“Yeah, over in sector twelve.” – Lenny
“Sector twelve?” – Homer Simpson
“Third floor, by the candy machines.” – Lenny
“Oh, that sector twelve.” – Homer Simpson

12
Apr
18

Quote of the Day

“Although officially I am required to hate you, I want you to know: I do not feel it in my heart.” – Adil

14
Jul
17

Quote of the Day

“Ah, the life of a frog. That’s the life for me.” – Bart Simpson
“Bart, how would you like to spend the next three months living in France?” – Marge Simpson

14
Jul
16

Quote of the Day

IHateFrance

“Stupid grapes! Bunch of creeps! I. Hate. France!” – Bart Simpson

17
Apr
16

Quote of the Day

The Crepes of Wrath8

“Ooh, trouble in the neighborhood. I’m his neighbor. What’d he do?” – Homer Simpson

Happy birthday Bill Kopp!

14
Jul
15

Quote of the Day

The Crepes of Wrath7

“Actually he’d be staying in France, in a lovely chateau in the heart of the wine country.” – Principal Skinner
“But Bart doesn’t speak French.” – Marge Simpson
“When he’s totally immersed in a foreign language, the average child can become fluent in weeks.” – Principal Skinner
“Yeah, but what about Bart?” – Homer Simpson
“I’m sure he’ll pick up enough to get by.” – Principal Skinner

06
Jun
12

Quote of the Day

The Crepes of Wrath6

“You may find his accent peculiar.  Certain aspects of his culture may seem absurd, perhaps even offensive.  But I urge you all to give little Adil the benefit of the doubt.  In this way, and only in this way, can we hope to better understand our backward neighbors throughout the world.” – Principal Skinner

Happy birthday Sam Simon!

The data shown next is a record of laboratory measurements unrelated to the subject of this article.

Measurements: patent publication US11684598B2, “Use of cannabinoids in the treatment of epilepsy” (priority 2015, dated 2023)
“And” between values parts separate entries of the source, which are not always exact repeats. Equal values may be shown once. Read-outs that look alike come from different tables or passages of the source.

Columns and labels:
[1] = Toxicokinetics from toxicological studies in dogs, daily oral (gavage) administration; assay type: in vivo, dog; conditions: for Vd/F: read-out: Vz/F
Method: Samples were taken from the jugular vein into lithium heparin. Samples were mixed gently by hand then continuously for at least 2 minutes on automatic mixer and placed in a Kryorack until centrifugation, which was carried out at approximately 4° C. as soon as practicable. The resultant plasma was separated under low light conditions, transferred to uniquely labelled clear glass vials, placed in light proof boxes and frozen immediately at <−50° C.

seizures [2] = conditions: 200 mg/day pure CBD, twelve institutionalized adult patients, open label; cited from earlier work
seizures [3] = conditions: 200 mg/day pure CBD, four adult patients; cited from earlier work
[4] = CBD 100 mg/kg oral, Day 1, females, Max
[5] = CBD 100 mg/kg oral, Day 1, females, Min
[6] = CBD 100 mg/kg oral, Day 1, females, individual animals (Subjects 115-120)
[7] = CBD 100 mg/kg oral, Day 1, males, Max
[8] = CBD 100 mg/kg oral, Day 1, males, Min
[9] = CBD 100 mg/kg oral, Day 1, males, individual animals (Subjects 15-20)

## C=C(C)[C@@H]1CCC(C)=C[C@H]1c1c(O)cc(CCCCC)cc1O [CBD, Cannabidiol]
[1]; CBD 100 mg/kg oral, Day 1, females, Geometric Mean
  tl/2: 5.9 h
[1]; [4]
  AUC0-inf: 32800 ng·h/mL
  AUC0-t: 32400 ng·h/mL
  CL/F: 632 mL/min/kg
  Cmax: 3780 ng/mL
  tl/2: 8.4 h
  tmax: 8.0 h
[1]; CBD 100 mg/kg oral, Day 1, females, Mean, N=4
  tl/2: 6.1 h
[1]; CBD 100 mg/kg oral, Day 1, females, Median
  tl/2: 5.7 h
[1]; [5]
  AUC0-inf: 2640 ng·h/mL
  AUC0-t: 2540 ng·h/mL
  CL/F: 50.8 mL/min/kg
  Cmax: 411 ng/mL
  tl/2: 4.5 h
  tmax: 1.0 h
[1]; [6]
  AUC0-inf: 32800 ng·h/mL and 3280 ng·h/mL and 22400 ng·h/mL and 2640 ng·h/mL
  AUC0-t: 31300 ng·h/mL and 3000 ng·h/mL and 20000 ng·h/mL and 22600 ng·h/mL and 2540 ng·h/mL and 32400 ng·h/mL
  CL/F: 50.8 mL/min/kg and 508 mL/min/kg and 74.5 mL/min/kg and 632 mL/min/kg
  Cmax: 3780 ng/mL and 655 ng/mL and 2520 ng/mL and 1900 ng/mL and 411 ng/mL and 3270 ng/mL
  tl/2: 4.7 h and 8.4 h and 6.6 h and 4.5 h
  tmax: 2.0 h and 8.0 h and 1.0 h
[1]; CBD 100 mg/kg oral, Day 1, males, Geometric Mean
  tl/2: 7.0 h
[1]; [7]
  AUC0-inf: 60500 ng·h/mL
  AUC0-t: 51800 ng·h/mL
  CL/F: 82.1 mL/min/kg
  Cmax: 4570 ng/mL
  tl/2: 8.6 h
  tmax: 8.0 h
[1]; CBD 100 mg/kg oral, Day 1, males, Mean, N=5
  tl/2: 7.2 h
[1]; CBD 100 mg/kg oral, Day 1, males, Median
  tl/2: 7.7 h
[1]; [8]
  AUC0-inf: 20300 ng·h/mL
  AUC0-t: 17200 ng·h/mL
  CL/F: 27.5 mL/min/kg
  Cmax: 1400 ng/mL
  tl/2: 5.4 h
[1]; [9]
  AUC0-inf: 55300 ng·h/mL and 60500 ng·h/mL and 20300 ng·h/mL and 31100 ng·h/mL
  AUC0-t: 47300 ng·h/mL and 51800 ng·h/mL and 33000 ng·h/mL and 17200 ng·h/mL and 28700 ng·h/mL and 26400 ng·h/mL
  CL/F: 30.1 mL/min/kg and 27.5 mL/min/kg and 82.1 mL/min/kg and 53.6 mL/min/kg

14
Jul
10

Quote of the Day

My mom's French, so we only celebrate Bastille Day.

“What do you know about France?” – Lisa Simpson
“I know I’m going, and you’re not.” – Bart Simpson

15
Apr
10

Quote of the Day

The Crepes of Wrath4

“Please, please kids, stop fighting.  Maybe Lisa’s right about America being the land of opportunity, and maybe Adil has a point about the machinery of capitalism being oiled with the blood of the workers.” – Homer Simpson

Happy 20th Anniversary to “The Crepes of Wrath”!  Original airdate 15 April 1990.

15
Dec
09

Quote of the Day

The Crepes of Wrath3

“So he’s going to prison?” – Homer Simpson
“No, we’ve arranged an exchange for one of our own men caught in Albania.” – Government Official
“So Sparrow, we meet again.” – American Kid
“Yes.  Sometimes I think I am getting too old for this game.” – Adil

12
Jul
09

Quote of the Day

The Crepes of Wrath2

“Mr. and Mrs. Simpson, we have transcended incorrigible.  I don’t think suspension or expulsion will do the trick; I think it behooves us all to consider . . . deportation.” – Principal Skinner